Black Americans see a range of problems with how Black people are covered in the news. Almost two-thirds of Black adults (63%) say news about Black people is often more negative than news about other racial and ethnic groups. And while few are optimistic that will change in the foreseeable future, many see ways in which that coverage could be improved.
The U.S. population grew by 24.5 million from 2010 to 2022, and Hispanics accounted for 53% of this increase.
Most U.S. Latinos speak Spanish: 75% say they are able to carry on a conversation in Spanish pretty well or very well. But not all Latinos are Spanish speakers, and about half (54%) of non-Spanish-speaking Latinos have been shamed by other Latinos for not speaking Spanish.
Among Asian Americans, U.S.-born children of immigrants are most likely to have hidden part of their heritage
32% of U.S.-born Asian adults have hidden a part of their heritage, compared with 15% of immigrants.
The Census Bureau estimates there were roughly 63.7 million Hispanics in the U.S. as of 2022, a new high. They made up 19% of the nation’s population.
Black workers account for about 13% of all U.S. workers, including those who work full time, part time and are self-employed.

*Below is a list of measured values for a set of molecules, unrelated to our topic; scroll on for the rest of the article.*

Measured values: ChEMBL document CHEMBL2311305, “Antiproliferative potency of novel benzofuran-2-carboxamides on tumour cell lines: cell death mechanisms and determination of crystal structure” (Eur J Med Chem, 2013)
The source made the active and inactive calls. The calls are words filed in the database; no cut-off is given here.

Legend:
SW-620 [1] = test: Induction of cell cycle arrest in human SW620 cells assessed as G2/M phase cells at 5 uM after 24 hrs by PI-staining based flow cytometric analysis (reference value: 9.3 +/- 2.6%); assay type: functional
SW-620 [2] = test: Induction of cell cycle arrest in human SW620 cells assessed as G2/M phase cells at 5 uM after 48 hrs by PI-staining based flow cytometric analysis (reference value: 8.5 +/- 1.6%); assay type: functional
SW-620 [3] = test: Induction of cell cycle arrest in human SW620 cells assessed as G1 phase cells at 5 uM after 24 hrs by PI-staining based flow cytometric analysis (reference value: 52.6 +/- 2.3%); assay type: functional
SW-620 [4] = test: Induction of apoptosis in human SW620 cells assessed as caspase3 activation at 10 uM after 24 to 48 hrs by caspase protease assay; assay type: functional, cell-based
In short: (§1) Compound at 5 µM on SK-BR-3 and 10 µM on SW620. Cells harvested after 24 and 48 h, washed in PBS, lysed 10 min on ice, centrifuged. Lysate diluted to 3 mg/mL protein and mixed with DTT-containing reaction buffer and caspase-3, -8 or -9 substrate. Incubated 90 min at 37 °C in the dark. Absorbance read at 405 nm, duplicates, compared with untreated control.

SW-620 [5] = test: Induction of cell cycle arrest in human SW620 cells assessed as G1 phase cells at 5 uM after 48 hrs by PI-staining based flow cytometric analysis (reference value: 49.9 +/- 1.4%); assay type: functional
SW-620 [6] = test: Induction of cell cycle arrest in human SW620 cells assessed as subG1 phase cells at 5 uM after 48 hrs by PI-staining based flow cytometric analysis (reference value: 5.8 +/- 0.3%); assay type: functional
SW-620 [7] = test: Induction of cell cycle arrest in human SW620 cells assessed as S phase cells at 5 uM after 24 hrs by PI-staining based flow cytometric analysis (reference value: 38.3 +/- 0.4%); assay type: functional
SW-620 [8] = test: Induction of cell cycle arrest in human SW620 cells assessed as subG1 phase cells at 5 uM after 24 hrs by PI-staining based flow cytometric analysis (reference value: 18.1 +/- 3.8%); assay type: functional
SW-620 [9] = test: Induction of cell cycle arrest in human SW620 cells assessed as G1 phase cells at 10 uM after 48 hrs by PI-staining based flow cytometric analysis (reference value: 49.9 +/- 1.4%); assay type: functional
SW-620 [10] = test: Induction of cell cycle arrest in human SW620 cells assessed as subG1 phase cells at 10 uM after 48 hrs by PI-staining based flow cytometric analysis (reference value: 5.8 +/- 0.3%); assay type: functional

Americans are divided on whether society overlooks racial discrimination or sees it where it doesn’t exist
53% of U.S. adults say people overlooking racial discrimination is a bigger problem than people seeing it where it really didn’t exist.
In 2022, there were 63.7 million Hispanics living in the United States. The U.S. Hispanic population has diverse origins in Latin America and Spain.
There were nearly 62.5 million Latinos in the United States in 2021, accounting for approximately 19% of the total U.S. population.
Most Americans say Martin Luther King Jr. has had a positive impact on the country, with 47% saying he has had a very positive impact. 52% say the country has made a great deal or a fair amount of progress on racial equality in the past six decades.